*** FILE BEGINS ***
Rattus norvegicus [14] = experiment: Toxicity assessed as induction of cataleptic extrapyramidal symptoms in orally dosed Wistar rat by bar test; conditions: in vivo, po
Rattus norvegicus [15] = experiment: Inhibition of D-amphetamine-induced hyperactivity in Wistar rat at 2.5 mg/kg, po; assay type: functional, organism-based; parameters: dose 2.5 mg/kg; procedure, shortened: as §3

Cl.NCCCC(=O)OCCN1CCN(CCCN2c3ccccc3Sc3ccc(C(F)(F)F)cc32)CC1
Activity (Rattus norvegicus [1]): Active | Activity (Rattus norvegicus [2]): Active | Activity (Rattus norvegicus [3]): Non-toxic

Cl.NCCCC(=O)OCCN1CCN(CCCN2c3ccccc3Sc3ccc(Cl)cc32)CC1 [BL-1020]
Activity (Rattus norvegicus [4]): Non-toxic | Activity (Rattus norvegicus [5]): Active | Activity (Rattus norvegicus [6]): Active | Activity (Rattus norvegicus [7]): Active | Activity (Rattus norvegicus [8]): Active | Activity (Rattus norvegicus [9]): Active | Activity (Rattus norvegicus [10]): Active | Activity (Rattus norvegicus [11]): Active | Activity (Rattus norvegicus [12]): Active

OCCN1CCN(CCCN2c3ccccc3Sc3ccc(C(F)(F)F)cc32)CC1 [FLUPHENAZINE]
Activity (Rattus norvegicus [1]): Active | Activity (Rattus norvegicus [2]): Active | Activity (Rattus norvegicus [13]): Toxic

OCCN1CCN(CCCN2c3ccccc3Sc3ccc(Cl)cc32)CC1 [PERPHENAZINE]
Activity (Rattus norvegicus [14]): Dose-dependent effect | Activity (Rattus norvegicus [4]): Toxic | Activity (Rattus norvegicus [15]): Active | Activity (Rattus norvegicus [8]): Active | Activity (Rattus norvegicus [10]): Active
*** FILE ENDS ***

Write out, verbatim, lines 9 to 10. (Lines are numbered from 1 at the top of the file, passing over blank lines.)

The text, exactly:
OCCN1CCN(CCCN2c3ccccc3Sc3ccc(Cl)cc32)CC1 [PERPHENAZINE]
Activity (Rattus norvegicus [14]): Dose-dependent effect | Activity (Rattus norvegicus [4]): Toxic | Activity (Rattus norvegicus [15]): Active | Activity (Rattus norvegicus [8]): Active | Activity (Rattus norvegicus [10]): Active